US(ID): Heat results in lower Northwest potato crop

The most recent forecast of this year's potato crop has production for Northwest potato-producing states down this season when compared to the previous harvest. The dip is related to warm weather throughout the year, though the effects of that weather on production were mitigated by good irrigation.



Production for Idaho, the state with the biggest production, is forecast at 130 million cwt. That's a two percent drop from the previous season's production. Likewise, production for Washington is forecast at 100 million cwt, which is only a one percent decline from last year. Oregon's production is forecast at 21.8 million cwt, which is a three percent drop. Production for the Northwest region is forecast at 252 million cwt.

While harvested area remained static or grew this year for the top-three producing states, lower yields contributed to lighter production. Washington, with 4,000 more acres harvested in 2015 than in 2014, had yields that were 13 cwt per acre lower. Likewise, Washington, with 5,000 more acres, had yields that were 25 cwt per acre lighter. Though harvested acreage remained unchanged in Oregon, yields were down 20 cwt per acre from 2014.

Heat a factor in lower yields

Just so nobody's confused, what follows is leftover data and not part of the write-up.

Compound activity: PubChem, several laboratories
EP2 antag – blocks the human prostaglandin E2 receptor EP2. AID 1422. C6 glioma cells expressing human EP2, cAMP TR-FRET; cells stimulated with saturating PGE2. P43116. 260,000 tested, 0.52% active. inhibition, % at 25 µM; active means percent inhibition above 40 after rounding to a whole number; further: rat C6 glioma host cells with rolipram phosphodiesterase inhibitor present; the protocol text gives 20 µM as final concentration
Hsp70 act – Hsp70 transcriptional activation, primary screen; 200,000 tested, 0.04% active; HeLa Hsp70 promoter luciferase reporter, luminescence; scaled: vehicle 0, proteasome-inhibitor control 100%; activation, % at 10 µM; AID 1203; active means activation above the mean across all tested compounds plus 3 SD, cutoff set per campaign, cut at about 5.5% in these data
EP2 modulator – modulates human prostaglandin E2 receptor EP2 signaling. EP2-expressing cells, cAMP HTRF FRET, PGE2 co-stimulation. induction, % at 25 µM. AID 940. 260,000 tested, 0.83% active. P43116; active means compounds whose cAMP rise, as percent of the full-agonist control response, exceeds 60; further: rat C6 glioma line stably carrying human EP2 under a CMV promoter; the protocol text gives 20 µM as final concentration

Growers point to unusually warm weather during this year's growing season as a factor in lower yields and lighter overall production. But things could have been worse had growers not known how to handle the heat.

“The biggest problem we faced this year was above-normal heat. It got a little too hot for most of the crops,” said Kent Sutton of Bench Mark Potato in Rexburg, Idaho. “We have good irrigation in the Northwest, so nobody ran out of water. Without good irrigation, we would have had a crop disaster, but having water limits the damage from heat.” That's not to say that the heat was inconsequential. In addition to lower yields, the heat affected crop storage.



“There are some crops that aren't storing quite as well,” said Sutton. “Norkotahs were probably most affected by the heat, and Burbanks can get misshapen tubers and can get too big." Though Sutton is confident that good storage management will ensure there is still good-quality product available through the storage season.

Pre-Thanksgiving market strong
The market, especially leading up to Thanksgiving, has been very good. Prices have climbed a few dollars per carton since the end of harvesting in October and there aren't clear signs that the market will drop in the coming weeks.

“I feel like prices have good strength to them and I expect them to continue to advance through the storage season,” said Sutton. “I think the market will gradually keep working its way higher. There seems to be more demand than supply right now, so the market has a good, strong feel to it.”


For more information:
Kent Sutton
Bench Mark Potato
+1 208 356 7321

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